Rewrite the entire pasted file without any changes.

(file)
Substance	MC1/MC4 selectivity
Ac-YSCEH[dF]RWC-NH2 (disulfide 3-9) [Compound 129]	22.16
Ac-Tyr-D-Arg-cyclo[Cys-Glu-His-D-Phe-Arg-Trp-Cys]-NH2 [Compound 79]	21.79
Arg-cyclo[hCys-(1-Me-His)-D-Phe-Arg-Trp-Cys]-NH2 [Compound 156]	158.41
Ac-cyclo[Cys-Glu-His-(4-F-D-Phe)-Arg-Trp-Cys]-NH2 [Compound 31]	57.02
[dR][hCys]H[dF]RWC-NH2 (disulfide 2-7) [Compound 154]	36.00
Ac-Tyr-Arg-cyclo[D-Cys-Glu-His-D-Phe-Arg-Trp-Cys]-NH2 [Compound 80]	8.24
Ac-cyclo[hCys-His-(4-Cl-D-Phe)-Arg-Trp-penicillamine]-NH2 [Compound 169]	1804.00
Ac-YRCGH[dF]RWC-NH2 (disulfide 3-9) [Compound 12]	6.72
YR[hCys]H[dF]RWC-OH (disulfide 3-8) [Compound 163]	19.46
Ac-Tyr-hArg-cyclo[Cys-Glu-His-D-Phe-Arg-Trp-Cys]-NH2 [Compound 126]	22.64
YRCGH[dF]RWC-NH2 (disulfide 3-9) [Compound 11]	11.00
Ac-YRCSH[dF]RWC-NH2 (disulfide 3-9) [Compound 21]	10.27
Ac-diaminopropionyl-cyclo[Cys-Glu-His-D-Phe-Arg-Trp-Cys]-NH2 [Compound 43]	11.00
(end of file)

Substance	MC1/MC4 selectivity
Ac-YSCEH[dF]RWC-NH2 (disulfide 3-9) [Compound 129]	22.16
Ac-Tyr-D-Arg-cyclo[Cys-Glu-His-D-Phe-Arg-Trp-Cys]-NH2 [Compound 79]	21.79
Arg-cyclo[hCys-(1-Me-His)-D-Phe-Arg-Trp-Cys]-NH2 [Compound 156]	158.41
Ac-cyclo[Cys-Glu-His-(4-F-D-Phe)-Arg-Trp-Cys]-NH2 [Compound 31]	57.02
[dR][hCys]H[dF]RWC-NH2 (disulfide 2-7) [Compound 154]	36.00
Ac-Tyr-Arg-cyclo[D-Cys-Glu-His-D-Phe-Arg-Trp-Cys]-NH2 [Compound 80]	8.24
Ac-cyclo[hCys-His-(4-Cl-D-Phe)-Arg-Trp-penicillamine]-NH2 [Compound 169]	1804.00
Ac-YRCGH[dF]RWC-NH2 (disulfide 3-9) [Compound 12]	6.72
YR[hCys]H[dF]RWC-OH (disulfide 3-8) [Compound 163]	19.46
Ac-Tyr-hArg-cyclo[Cys-Glu-His-D-Phe-Arg-Trp-Cys]-NH2 [Compound 126]	22.64
YRCGH[dF]RWC-NH2 (disulfide 3-9) [Compound 11]	11.00
Ac-YRCSH[dF]RWC-NH2 (disulfide 3-9) [Compound 21]	10.27
Ac-diaminopropionyl-cyclo[Cys-Glu-His-D-Phe-Arg-Trp-Cys]-NH2 [Compound 43]	11.00